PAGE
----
What Americans Often Forget

In recent years, however, Independence Day celebrations are often overshadowed by bickering over race or class.

This post What Americans Often Forget was originally published on Intellectual Takeout by Janet Beihoffer.

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Our nation’s birthday is approaching once again, along with the celebrations which have accompanied the holiday for so many years. In recent years, however, Independence Day celebrations are often overshadowed by bickering over race or class.

With this in mind, I’d like to share a story from my classroom years ago.

As a former teacher of upper elementary grades, I spent nine weeks on human anatomy. The biological systems covered depended on the age of the students, which spanned nine to 12.

All students were taught the circulatory, digestive, and respiratory systems. They were also taught about the five senses. At the end of this unit, students were required to make a model of an organ, write a report on its functions and diseases, and then give a presentation to the class on how important that organ or sense was to the human body.

While these models were on display, my principal – a tall black man with a “John Bunyanesque beard and stance – came to our classroom. Spotting the science projects on the windowsill he asked, “What are those?”

“These are our science projects at the end of our human anatomy unit,” I replied.  He perused those hand-made projects then announced, “These are going in the main lobby showcase of our school.”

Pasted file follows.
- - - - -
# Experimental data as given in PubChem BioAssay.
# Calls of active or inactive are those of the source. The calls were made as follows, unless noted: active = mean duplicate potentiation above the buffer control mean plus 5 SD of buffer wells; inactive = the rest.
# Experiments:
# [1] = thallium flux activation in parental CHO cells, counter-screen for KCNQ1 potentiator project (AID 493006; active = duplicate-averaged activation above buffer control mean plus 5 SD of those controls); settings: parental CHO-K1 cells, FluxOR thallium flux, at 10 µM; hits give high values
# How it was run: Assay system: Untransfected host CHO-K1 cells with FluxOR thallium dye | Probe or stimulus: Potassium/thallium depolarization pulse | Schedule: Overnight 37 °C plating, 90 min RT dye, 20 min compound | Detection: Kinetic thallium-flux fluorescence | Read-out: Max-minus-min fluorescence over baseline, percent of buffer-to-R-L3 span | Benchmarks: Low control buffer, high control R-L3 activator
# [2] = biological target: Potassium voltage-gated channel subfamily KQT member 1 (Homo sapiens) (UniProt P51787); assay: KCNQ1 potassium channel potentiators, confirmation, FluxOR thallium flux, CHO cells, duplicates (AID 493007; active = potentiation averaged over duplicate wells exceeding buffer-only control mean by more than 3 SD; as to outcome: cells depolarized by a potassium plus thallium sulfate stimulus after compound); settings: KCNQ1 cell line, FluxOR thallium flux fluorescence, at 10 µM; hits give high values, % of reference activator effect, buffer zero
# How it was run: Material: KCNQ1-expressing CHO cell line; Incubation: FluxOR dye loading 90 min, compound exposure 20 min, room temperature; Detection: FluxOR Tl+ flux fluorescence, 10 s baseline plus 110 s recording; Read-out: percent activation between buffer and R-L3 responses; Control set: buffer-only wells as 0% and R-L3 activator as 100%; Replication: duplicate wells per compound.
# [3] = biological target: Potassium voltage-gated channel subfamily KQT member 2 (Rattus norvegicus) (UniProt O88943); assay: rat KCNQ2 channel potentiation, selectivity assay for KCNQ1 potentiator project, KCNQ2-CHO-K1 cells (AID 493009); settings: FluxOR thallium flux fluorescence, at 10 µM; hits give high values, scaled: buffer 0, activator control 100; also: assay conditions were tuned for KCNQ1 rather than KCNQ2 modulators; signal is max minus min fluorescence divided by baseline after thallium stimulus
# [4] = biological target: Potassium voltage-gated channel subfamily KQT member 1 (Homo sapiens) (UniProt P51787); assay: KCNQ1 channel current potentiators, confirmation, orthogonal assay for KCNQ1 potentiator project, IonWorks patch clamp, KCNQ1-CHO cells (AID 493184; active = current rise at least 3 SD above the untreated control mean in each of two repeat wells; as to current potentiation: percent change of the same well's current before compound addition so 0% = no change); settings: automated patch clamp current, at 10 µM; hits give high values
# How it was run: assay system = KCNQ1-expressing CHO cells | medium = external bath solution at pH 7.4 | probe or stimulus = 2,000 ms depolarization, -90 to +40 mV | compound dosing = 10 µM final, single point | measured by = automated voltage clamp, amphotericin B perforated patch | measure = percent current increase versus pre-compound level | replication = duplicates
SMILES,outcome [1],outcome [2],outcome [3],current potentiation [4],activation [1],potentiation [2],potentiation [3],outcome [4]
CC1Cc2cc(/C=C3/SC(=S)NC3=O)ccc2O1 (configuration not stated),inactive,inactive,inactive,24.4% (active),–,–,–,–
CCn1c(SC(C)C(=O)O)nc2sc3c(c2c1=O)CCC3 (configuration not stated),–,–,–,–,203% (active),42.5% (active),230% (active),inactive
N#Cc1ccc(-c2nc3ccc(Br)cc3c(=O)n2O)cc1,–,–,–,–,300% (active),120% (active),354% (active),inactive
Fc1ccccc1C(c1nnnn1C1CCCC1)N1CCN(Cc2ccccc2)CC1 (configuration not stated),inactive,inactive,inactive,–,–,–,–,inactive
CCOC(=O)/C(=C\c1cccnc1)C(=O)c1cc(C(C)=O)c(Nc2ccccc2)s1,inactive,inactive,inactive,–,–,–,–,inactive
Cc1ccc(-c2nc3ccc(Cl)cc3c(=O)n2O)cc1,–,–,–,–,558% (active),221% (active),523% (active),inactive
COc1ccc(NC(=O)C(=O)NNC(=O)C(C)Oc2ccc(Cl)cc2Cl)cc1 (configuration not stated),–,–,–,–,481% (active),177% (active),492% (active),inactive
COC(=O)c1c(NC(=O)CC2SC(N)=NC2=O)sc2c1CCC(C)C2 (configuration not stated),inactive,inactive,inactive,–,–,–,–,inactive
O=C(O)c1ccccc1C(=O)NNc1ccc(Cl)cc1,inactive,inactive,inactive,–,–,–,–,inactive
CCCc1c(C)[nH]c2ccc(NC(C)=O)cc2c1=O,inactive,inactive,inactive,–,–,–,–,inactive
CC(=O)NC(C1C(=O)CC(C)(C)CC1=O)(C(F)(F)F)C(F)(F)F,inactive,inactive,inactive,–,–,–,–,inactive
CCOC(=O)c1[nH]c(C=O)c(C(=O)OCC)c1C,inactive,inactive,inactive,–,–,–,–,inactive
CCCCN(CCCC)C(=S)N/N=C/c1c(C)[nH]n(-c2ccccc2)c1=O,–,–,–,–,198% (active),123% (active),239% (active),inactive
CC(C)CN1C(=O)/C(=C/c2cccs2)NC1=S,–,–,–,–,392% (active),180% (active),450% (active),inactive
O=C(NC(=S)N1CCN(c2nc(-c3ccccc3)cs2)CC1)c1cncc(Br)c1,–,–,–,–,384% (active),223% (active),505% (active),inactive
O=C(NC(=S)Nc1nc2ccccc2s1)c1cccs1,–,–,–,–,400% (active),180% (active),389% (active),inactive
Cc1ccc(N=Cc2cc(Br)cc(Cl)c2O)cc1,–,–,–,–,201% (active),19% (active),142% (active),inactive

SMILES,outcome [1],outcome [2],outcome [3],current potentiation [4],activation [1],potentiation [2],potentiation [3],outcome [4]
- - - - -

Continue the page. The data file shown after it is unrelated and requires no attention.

A few weeks later the projects were in the main display case. Every student entered through that main entrance. Every student looked at the “stuff” in the showcase and read, “This is what we are made of.”

Students would find their friend’s name on an organ and run up to them and say, “Hey, Timmy, I saw your eyeball! It’s really cool!” Or, “Kathy, I saw your lungs. We all have those?” And finally, “Tony, I saw your brain.”

You may say, so what? What does this have to do with America, Independence Day, or the race and class issues we wrestle with today?

Simple. I had previously taught human anatomy in two other schools. But this school was different thanks to my “John Bunyanesque” principal. What he saw, and then got across accurately, yet subtly, to the students was the fact that all of us are the same on the inside. The only difference is our outside skin. This school’s population was comprised of 25 percent immigrant, 33 percent black, and the remainder white. Our socioeconomic scale ranged from welfare to upper middle class. And guess what? The school worked

The United States of America has welcomed more ethnicities, races, languages, belief systems, and cultures than any other nation on earth. Between 1892 and 1954 Ellis Island was the legal gateway for roughly 12,000,000 immigrants. They came because “over there” they did not fit.

Ellis Island was by no means a type of open borders from the past. But the ones who got through worked hard to provide their children a better life. Today, America still accepts people from every continent who have the same goal.

Regardless of politics, we Americans need to remember the uniqueness mindset of our nation’s Founders. Why? Because no other nation has welcomed so much diversity as the United States of America and the vast majority of these people became Americans.

In order for us to continue to accept, achieve, and be that beacon for freedom, is it time to return to that mindset?

[Image Credit: Kathryn Calvert, Schriever Air Force Base]

This post What Americans Often Forget was originally published on Intellectual Takeout by Janet Beihoffer.